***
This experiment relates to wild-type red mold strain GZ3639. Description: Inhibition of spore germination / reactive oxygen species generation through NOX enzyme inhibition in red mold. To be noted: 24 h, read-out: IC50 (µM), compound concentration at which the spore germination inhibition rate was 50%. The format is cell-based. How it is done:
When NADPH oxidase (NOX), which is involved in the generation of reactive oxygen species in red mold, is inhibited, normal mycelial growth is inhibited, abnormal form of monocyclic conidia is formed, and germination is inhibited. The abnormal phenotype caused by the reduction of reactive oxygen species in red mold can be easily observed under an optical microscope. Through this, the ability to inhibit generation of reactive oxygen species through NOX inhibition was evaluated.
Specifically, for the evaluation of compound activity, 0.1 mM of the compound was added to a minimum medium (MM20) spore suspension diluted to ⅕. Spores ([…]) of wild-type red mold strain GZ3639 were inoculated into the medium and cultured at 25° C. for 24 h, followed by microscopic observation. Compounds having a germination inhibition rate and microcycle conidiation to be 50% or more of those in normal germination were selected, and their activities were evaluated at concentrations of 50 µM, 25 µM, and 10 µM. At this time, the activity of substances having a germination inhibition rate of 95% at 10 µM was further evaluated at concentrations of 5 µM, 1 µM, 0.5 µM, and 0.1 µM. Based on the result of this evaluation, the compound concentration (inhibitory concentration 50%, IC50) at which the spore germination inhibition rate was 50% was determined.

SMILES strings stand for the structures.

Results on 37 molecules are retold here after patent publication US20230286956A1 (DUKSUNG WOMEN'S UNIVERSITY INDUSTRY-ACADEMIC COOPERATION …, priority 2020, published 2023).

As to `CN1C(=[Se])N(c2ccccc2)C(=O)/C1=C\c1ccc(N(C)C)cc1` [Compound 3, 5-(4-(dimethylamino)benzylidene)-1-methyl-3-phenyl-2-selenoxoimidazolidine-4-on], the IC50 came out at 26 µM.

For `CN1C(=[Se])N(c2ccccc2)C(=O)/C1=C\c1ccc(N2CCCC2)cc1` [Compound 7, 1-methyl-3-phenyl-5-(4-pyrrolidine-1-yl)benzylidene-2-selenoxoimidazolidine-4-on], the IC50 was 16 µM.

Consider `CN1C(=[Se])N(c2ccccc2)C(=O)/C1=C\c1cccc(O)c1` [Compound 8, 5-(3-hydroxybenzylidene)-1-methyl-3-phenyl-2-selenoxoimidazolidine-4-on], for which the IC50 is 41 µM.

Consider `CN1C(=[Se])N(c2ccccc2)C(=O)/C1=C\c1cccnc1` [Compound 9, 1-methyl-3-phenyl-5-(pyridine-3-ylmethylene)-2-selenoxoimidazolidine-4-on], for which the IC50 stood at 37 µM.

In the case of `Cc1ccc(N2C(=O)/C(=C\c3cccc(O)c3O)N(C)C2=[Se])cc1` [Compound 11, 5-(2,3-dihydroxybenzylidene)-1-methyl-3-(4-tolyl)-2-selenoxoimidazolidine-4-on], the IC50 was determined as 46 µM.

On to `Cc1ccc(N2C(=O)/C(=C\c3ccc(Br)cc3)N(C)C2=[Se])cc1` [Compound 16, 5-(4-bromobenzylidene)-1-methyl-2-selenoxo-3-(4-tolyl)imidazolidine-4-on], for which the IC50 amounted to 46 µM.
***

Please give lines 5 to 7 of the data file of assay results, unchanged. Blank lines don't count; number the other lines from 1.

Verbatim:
Results on 37 molecules are retold here after patent publication US20230286956A1 (DUKSUNG WOMEN'S UNIVERSITY INDUSTRY-ACADEMIC COOPERATION …, priority 2020, published 2023).

As to `CN1C(=[Se])N(c2ccccc2)C(=O)/C1=C\c1ccc(N(C)C)cc1` [Compound 3, 5-(4-(dimethylamino)benzylidene)-1-methyl-3-phenyl-2-selenoxoimidazolidine-4-on], the IC50 came out at 26 µM.

For `CN1C(=[Se])N(c2ccccc2)C(=O)/C1=C\c1ccc(N2CCCC2)cc1` [Compound 7, 1-methyl-3-phenyl-5-(4-pyrrolidine-1-yl)benzylidene-2-selenoxoimidazolidine-4-on], the IC50 was 16 µM.